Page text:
Background: The Insolvency and Bankruptcy Code (Amendment) Ordinance, 2021 was promulgated by the President on 4th April, 2021. It has introduced Chapter III-A on ‘Pre-Packaged Insolvency Resolution Process’ (“PPIRP”) under the Insolvency and Bankruptcy Code, 2016 (“IB Code”). The Rules and Regulations for PPIRP were notified on 9th April, 2021.
1. PPIRP is applicable to which entities and what are the pre-requisites for initiating it?
The PPIRP is applicable to the micro, small and medium enterprises (“MSMEs”) which are classified under Section 7(1) of the MSME Development Act, 2006. As per the Form-1 under the Insolvency and Bankruptcy (PPIP) Rules, 2021, only the MSMEs which are incorporated as companies or limited liability partnerships are entitled to initiate PPIRP.
The Corporate Debtor (“CD”) has to take approval from its members by way of a special resolution (more than 75%) as well as approval from over 66% of the financial creditors for the initiation of PPIRP. The other conditions for the initiation of PPIRP are as follows:
First, the CD should not have undergone PPIRP or finished Corporate Insolvency Resolution Process (“CIRP”) within the period of three years prior to the initiation of PPIRP.
Second, CD should not be undergoing the CIRP.
Third, no liquidation order should have been passed against the CD.
Fourth, the CD should be eligible under Section 29A of the IB Code to submit a resolution plan.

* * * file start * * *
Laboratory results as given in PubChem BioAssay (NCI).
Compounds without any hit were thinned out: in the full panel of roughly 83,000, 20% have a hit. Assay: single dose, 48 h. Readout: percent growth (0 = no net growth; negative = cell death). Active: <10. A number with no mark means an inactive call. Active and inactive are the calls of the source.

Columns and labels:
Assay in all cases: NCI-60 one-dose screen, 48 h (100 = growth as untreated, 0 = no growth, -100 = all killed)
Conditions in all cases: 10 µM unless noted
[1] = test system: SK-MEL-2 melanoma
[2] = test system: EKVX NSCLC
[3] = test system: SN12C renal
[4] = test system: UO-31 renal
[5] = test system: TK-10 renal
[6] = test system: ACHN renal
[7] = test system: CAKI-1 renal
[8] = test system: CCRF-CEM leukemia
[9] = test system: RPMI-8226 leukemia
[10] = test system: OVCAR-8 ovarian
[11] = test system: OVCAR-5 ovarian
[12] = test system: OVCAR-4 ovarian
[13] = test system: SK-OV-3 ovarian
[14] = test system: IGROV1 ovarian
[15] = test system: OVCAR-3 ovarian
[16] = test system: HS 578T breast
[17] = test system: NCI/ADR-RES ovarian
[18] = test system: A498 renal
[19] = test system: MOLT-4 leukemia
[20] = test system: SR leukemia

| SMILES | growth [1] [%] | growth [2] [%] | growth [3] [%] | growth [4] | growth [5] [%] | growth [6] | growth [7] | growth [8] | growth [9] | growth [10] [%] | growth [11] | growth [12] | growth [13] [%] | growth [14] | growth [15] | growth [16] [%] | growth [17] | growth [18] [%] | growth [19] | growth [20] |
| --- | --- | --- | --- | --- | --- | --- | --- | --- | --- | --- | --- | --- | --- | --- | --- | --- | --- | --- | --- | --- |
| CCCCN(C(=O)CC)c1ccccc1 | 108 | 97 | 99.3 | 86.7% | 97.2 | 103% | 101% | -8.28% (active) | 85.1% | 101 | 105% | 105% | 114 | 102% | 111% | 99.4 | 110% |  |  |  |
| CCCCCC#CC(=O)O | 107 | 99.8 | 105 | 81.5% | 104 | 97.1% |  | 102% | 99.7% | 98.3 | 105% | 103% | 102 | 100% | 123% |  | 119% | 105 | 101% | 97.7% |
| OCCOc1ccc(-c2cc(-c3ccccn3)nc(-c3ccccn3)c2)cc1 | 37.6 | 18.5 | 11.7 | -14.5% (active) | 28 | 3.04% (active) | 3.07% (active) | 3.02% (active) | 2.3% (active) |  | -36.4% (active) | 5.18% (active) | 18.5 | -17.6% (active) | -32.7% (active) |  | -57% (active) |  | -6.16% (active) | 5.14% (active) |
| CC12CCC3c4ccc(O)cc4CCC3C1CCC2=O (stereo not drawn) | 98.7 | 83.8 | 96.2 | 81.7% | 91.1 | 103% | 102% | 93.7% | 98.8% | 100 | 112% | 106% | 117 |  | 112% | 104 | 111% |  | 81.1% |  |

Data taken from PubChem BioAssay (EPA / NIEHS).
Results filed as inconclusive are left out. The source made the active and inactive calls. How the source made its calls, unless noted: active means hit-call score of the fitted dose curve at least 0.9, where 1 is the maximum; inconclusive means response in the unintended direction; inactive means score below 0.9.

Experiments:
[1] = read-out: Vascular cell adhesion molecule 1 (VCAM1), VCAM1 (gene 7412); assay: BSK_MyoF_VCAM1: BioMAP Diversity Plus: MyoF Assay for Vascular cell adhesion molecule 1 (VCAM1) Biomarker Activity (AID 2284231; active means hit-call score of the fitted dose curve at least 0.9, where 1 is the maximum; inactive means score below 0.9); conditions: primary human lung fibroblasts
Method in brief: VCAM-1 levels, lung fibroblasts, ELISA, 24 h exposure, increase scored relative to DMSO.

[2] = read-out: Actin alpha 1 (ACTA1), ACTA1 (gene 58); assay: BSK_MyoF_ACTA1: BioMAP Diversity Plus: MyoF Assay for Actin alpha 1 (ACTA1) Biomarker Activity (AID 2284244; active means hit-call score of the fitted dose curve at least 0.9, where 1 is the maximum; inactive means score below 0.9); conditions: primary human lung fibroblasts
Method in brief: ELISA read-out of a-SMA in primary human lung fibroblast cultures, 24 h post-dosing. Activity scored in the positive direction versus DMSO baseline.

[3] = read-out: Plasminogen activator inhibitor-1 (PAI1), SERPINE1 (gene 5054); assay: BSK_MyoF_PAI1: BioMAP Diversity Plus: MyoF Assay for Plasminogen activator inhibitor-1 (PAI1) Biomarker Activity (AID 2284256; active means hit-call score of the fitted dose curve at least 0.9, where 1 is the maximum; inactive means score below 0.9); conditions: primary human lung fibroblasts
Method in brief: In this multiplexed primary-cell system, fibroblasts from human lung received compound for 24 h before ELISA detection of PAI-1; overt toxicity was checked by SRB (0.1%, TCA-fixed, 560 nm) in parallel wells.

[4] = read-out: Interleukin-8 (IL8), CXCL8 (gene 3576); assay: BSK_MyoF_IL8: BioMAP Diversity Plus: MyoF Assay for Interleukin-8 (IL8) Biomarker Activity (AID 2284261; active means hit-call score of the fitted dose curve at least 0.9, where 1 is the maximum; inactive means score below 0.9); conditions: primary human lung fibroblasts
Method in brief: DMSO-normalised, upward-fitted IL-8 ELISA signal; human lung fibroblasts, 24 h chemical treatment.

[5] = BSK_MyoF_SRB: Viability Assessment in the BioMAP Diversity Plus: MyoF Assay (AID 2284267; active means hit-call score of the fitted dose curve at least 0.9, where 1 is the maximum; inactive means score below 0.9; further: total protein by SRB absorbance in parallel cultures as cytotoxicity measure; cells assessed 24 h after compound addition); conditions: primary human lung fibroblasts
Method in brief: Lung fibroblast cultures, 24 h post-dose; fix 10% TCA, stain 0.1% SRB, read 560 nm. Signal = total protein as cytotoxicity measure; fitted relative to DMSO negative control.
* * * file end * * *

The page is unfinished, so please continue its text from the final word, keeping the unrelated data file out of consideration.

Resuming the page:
Fifth, sixty-six percent of the unrelated financial creditors of the CD should approve the appointment of a Resolution Professional (RP).
Sixth, the partners or directors of the CD in majority, are required to make a declaration in terms of Section 54A(2)(f).
2. What are the differences between PPIRP and CIRP?
i) During the PPIRP, the existing directors or partners of the CD remain in control of the management of CD, whereas, the CIRP is based on the ‘creditor in control’ model.
ii) The maximum time limit for the completion of PPIRP is 120 days, whereas, for CIRP, the same is 330 days.
iii) The minimum threshold for filing an application for PPIP is Rs. 10 Lakhs and for CIRP is Rs. 1 Crore.
iv) Prior to the initiation of PPIRP, the CD has to present a base resolution plan to the financial creditors, however, under CIRP, there is no such requirement.
v) The fee for filing an application for the initiation of PPIRP is Rs. 15,000, whereas, for CIRP, the same is Rs. 25,000.
vi) The RP has to submit the resolution plan approved by the CoC to the Adjudicating Authority (AA) within 90 days of the commencement of PPIRP, however, there is no such time limit for the submission of resolution plan under CIRP.
3. Can a third party submit a resolution plan under PPIRP?
Yes, if the CoC does not approve the base resolution plan proposed by CD or the base resolution plan impairs any claims of the operational creditors, the RP has to invite resolution plan(s) from other parties. These resolution plan(s) will be evaluated by CoC, which will select one of them. Thereafter, CoC may select such resolution plan for approval over the base resolution plan. In case if such resolution plan is not selected for approval, it will compete against the base resolution plan.
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